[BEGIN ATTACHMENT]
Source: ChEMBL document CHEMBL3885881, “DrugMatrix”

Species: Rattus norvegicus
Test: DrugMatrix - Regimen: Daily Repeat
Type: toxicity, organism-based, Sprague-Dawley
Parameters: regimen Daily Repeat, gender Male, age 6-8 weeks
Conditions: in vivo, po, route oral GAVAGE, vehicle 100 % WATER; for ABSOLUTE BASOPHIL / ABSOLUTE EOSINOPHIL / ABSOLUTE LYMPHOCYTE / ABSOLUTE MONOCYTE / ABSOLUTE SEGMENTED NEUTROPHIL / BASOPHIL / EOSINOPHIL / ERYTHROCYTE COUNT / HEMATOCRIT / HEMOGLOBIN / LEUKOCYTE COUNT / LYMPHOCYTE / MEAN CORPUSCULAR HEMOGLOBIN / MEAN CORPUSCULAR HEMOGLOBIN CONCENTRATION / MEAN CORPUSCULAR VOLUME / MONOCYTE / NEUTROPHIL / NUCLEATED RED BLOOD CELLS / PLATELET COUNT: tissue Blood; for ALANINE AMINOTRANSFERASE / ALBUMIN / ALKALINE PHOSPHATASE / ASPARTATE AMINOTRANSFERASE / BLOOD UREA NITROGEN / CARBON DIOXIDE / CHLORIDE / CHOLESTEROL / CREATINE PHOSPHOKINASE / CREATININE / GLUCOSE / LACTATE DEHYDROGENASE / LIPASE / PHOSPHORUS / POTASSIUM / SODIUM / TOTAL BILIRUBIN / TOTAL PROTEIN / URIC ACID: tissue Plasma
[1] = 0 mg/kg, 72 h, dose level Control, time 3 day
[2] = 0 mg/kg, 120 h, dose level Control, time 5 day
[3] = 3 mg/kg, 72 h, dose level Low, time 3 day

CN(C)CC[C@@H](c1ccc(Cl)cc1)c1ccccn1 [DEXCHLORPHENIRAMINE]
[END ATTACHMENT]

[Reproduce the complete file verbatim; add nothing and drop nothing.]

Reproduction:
Source: ChEMBL document CHEMBL3885881, “DrugMatrix”

Species: Rattus norvegicus
Test: DrugMatrix - Regimen: Daily Repeat
Type: toxicity, organism-based, Sprague-Dawley
Parameters: regimen Daily Repeat, gender Male, age 6-8 weeks
Conditions: in vivo, po, route oral GAVAGE, vehicle 100 % WATER; for ABSOLUTE BASOPHIL / ABSOLUTE EOSINOPHIL / ABSOLUTE LYMPHOCYTE / ABSOLUTE MONOCYTE / ABSOLUTE SEGMENTED NEUTROPHIL / BASOPHIL / EOSINOPHIL / ERYTHROCYTE COUNT / HEMATOCRIT / HEMOGLOBIN / LEUKOCYTE COUNT / LYMPHOCYTE / MEAN CORPUSCULAR HEMOGLOBIN / MEAN CORPUSCULAR HEMOGLOBIN CONCENTRATION / MEAN CORPUSCULAR VOLUME / MONOCYTE / NEUTROPHIL / NUCLEATED RED BLOOD CELLS / PLATELET COUNT: tissue Blood; for ALANINE AMINOTRANSFERASE / ALBUMIN / ALKALINE PHOSPHATASE / ASPARTATE AMINOTRANSFERASE / BLOOD UREA NITROGEN / CARBON DIOXIDE / CHLORIDE / CHOLESTEROL / CREATINE PHOSPHOKINASE / CREATININE / GLUCOSE / LACTATE DEHYDROGENASE / LIPASE / PHOSPHORUS / POTASSIUM / SODIUM / TOTAL BILIRUBIN / TOTAL PROTEIN / URIC ACID: tissue Plasma
[1] = 0 mg/kg, 72 h, dose level Control, time 3 day
[2] = 0 mg/kg, 120 h, dose level Control, time 5 day
[3] = 3 mg/kg, 72 h, dose level Low, time 3 day

CN(C)CC[C@@H](c1ccc(Cl)cc1)c1ccccn1 [DEXCHLORPHENIRAMINE]